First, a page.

Greek-US Antikythera Mechanism Mission Produces 60 New Finds
A recent survey of the 2,000-year-old Greek “Antikythera mechanism”, found on an ancient shipwreck by sponge divers in 1901 near the islet of Antikythera, has produced some 60 artifacts and revealed new functions, including the first hint that the device was used to make astrological predictions.
Scholars from Greece’s Ephorate of Underwater Antiquities and the US Woods Hole Oceanographic Institute carried out the latest expedition between May 22 and June 11, which produced some 60 artifacts, including a second bronze spear, four fragments of marble statues, and a gold ring.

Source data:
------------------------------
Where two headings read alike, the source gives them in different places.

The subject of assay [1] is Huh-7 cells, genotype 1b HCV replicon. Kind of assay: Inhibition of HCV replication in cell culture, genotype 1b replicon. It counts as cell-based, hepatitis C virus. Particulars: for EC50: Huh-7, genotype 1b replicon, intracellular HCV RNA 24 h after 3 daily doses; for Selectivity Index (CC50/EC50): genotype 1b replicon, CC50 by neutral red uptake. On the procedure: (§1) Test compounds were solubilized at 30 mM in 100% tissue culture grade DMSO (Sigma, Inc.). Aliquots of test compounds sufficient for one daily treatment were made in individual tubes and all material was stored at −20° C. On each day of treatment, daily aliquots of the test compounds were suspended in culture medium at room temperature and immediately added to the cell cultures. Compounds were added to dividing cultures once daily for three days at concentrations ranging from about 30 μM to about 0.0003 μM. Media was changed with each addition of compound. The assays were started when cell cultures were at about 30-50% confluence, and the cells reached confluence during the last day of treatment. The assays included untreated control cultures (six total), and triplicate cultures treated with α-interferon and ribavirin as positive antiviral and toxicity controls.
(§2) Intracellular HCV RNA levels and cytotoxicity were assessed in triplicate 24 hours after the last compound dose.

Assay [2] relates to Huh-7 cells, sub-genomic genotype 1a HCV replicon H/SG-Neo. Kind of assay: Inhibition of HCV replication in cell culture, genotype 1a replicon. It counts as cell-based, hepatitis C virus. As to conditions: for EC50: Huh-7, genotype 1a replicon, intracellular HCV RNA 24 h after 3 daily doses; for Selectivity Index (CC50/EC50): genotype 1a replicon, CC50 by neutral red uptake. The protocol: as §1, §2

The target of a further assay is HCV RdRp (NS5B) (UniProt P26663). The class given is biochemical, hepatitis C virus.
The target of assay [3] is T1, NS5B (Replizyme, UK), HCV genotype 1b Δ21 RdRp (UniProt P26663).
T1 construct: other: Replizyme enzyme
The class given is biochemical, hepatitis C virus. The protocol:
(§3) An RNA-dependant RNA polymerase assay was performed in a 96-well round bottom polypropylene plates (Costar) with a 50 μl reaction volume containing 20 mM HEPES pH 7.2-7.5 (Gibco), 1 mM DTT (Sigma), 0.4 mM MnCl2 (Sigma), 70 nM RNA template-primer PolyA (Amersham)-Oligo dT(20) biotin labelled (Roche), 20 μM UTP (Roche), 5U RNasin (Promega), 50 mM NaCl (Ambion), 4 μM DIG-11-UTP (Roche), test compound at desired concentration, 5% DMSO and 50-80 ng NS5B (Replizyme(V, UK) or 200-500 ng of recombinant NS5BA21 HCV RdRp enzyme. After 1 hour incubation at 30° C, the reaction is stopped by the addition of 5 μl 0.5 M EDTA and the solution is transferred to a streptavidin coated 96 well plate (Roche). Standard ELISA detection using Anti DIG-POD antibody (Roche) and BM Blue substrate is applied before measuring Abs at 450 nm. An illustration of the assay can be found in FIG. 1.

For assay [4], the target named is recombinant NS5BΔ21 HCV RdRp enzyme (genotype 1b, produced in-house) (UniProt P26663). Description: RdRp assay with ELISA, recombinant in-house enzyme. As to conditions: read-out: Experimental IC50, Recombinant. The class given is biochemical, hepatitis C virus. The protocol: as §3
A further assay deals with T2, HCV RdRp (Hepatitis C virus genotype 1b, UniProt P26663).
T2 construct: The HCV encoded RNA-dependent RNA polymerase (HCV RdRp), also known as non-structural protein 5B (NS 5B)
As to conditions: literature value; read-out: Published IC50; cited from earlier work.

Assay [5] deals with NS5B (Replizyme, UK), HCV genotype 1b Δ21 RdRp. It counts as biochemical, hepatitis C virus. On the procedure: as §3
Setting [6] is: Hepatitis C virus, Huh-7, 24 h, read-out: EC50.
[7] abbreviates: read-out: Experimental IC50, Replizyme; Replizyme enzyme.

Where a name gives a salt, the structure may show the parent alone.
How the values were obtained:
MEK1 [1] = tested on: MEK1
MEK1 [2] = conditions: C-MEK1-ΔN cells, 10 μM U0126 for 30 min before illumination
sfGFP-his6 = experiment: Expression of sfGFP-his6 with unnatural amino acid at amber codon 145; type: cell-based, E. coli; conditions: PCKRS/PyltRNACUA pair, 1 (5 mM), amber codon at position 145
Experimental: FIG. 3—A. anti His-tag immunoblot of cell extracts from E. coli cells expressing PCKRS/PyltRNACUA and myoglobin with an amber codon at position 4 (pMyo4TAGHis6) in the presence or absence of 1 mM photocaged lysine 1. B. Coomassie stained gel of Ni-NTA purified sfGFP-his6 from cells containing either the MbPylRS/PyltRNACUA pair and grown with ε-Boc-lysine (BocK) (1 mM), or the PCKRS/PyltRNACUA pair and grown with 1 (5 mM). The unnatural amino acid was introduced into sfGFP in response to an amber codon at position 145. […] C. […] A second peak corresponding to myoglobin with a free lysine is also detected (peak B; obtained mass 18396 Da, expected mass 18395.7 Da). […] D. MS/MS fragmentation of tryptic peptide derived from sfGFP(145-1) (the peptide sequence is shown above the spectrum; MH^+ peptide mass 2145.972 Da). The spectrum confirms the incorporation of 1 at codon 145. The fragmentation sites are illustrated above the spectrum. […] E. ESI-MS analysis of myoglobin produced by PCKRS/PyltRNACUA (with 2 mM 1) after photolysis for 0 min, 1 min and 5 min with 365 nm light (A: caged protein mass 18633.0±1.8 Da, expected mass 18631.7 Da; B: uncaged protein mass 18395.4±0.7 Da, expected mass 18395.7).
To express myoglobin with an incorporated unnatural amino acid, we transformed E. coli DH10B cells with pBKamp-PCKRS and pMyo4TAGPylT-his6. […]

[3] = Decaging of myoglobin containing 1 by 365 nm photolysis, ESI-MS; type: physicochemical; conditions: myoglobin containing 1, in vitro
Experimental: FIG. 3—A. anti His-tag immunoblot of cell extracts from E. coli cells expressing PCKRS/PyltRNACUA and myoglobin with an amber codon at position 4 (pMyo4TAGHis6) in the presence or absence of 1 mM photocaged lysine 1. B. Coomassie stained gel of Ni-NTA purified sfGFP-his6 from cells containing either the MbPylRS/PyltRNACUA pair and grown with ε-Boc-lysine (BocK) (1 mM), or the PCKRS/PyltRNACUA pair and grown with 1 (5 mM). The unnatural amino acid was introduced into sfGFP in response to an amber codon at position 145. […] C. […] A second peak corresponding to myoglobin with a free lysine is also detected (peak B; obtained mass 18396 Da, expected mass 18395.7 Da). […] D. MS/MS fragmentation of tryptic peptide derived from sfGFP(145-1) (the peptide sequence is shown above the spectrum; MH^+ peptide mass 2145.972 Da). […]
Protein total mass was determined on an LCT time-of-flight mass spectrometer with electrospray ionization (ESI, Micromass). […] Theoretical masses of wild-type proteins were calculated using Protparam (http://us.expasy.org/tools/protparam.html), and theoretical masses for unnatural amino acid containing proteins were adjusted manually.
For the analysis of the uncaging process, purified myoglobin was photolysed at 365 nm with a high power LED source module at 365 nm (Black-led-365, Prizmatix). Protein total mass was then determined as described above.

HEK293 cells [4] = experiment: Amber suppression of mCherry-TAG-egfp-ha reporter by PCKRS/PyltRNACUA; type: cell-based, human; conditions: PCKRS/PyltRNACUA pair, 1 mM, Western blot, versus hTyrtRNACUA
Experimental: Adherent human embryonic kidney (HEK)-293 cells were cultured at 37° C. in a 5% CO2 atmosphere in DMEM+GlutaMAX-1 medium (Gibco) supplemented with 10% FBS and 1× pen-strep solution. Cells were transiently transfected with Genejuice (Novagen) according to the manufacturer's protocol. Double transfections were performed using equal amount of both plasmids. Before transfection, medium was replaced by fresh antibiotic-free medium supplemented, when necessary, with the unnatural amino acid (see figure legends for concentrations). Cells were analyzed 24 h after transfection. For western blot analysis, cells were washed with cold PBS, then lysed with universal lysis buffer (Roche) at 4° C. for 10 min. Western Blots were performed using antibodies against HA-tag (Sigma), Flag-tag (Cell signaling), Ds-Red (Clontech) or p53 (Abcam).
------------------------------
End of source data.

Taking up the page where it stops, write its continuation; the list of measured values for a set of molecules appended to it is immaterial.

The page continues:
Findings and analysis have led to the conclusion that the device, also known as the world’s first computer, is thought to have been used to track the position of the sun, the phases of the moon, the positions of the planets, and the timing of eclipses.
The ship, which sank off the coast of Antikythera in the first century BC, was carrying treasures including statues, jewelry, battered bronze pieces, traces of gearwheels, dials and pointers.